Integrating Services in South Asia‘ comes at a very im-portant juncture when services negotiations are under way within SAARC nations and are also de-emed to be a very impor-tant part of bilateral and multilateral trading arran-gements with huge poten-tial for the region. The services have emerged as the fastest growing sector in many parts of the developing world espe-cially in Latin America and Asia since mid-eighties, which propelled the Uruguay Round (1986-1992) of multi-lateral negotiations to include services export in the General Agreement for Tariffs and Trade (GATT). This resulted in the General Agreement on Trade in Services (GATS) that entered into force in January 1995 with the aim of extending the multilateral trading system to the service sectors, including almost similar provisions of GATT.
Although initially South Asia, under the dominance of India, did not cooperate much during the Uruguay Round of negotiations, after two decades of GATS coming into existence services have developed very high stakes within the South Asian region. This has been possible due to the vast increases in the share of services to their respective country GDPs alongside very high growth rates of the sector on quite high base.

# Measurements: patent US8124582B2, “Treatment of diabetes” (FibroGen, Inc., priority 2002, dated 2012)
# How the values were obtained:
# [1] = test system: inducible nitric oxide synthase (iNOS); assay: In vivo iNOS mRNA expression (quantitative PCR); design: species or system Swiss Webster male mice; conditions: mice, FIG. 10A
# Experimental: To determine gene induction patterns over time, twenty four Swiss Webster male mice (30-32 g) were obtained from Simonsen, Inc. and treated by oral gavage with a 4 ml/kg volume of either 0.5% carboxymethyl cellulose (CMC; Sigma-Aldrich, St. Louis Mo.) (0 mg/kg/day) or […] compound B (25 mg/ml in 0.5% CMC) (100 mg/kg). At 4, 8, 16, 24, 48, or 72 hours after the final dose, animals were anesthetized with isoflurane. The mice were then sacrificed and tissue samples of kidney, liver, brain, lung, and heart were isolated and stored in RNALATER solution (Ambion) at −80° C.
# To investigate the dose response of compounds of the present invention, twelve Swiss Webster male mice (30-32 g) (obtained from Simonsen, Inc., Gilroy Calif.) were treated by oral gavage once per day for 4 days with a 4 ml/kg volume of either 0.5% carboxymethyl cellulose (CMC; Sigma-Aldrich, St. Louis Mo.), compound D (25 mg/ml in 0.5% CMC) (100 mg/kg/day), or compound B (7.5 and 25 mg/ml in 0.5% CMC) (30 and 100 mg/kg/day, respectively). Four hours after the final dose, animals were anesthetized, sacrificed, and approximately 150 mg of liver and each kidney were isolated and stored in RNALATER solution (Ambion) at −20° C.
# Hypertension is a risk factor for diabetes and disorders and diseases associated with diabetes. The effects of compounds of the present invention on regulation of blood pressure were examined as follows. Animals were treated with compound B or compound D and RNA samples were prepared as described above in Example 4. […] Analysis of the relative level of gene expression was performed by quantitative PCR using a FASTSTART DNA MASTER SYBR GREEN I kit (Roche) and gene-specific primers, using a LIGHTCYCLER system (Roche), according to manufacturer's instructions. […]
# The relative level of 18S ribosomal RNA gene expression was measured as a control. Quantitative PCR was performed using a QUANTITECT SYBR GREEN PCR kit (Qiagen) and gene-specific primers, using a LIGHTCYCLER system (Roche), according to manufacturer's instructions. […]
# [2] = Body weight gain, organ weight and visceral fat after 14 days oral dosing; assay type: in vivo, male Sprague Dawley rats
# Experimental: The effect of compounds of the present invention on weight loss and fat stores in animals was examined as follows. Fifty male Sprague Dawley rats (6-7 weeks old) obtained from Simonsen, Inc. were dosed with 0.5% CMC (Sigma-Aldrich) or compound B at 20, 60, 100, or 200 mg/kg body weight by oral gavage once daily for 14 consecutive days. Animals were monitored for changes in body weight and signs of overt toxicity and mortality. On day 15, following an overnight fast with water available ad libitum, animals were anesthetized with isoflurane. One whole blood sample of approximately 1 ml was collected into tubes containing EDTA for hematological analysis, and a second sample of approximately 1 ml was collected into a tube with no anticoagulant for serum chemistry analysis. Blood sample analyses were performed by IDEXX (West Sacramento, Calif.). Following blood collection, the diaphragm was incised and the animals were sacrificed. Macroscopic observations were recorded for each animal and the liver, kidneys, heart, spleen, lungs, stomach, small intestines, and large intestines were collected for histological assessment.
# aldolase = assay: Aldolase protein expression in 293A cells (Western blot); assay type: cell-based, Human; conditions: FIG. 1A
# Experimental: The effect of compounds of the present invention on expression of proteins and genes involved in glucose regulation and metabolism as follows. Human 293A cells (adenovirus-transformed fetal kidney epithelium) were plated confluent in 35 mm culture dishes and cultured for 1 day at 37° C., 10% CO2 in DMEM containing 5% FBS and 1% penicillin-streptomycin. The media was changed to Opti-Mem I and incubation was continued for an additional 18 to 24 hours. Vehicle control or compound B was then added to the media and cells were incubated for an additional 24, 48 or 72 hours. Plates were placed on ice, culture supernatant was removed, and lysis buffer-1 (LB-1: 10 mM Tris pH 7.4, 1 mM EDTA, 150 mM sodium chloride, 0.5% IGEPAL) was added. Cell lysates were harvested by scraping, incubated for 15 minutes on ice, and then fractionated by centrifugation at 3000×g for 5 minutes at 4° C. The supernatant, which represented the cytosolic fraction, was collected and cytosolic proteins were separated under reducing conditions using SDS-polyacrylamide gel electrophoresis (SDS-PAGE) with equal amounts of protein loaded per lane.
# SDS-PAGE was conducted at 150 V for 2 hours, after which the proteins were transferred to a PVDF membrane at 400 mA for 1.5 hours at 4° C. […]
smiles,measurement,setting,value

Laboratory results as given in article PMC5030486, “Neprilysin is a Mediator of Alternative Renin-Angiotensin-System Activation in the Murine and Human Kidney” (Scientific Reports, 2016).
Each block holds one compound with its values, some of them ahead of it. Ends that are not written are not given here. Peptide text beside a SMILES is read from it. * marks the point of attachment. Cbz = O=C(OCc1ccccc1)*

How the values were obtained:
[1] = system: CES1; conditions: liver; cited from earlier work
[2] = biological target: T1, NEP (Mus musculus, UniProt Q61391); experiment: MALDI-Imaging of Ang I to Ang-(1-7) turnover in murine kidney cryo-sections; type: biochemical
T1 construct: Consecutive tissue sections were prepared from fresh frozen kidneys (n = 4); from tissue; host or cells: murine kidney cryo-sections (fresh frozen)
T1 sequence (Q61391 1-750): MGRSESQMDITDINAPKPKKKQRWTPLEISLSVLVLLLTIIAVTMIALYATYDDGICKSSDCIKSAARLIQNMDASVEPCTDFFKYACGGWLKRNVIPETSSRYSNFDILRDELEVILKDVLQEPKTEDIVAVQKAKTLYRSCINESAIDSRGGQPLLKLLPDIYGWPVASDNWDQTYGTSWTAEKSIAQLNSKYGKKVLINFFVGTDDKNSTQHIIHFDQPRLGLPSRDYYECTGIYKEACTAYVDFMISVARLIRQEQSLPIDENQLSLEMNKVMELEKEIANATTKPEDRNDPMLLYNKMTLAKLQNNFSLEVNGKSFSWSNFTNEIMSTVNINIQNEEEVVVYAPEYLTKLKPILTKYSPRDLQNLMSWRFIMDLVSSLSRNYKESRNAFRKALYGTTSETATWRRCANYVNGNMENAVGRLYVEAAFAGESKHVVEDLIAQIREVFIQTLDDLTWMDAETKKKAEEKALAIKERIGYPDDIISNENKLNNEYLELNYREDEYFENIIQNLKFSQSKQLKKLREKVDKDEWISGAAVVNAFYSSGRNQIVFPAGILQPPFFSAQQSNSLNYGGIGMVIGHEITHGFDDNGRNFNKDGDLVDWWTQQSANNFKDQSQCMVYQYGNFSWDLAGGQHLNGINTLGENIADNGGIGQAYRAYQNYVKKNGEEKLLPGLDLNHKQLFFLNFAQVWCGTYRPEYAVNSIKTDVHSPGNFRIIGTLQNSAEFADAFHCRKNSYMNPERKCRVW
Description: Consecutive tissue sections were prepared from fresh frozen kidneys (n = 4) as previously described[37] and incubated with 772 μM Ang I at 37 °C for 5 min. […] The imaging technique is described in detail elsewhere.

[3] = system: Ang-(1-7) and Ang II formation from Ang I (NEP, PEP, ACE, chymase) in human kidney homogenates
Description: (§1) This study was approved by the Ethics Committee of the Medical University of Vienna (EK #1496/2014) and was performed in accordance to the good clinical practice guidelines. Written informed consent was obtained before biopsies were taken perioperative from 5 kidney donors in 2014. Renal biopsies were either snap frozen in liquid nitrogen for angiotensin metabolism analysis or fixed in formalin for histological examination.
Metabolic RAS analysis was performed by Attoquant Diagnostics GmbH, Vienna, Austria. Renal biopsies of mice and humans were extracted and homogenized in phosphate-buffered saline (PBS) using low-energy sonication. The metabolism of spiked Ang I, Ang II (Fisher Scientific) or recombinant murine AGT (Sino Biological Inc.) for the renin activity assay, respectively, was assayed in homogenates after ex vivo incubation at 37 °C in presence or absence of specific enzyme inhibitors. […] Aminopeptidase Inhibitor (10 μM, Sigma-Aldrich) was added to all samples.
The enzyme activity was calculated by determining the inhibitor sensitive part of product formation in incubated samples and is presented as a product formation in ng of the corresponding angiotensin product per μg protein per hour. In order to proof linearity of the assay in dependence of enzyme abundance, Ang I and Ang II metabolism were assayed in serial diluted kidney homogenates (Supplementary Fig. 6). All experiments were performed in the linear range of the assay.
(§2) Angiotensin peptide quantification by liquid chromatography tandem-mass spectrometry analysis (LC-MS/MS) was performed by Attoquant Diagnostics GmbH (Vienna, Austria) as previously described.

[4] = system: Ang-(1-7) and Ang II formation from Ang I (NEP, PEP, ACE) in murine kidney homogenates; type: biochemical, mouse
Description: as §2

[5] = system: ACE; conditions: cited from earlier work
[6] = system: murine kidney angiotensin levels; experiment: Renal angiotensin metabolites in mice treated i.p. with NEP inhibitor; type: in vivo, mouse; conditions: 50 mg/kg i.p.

In fact the literature on service in South Asia has been debating on the sustainability of such service sector led growth process in the region, particularly so for India in the past decade. Chanda’s book comes as an addition to this wide range of literature although not quite directly. The book deals more in issues related to trade in services within the region and argue the case for services integration under SAFTA (South Asian Free Trade Agreement) which according to Chanda has the potential to sustain the high services growth in the region albeit with the proper negotiations. The book is a successful attempt at bridging these two gaps between theory and policy by including an elaborate discussion on the potential opportunities and challenges in individual service sub-sectors on a range of cross cutting issues such as regional mobility of service providers, taxes, R&D, regulatory cooperation and others.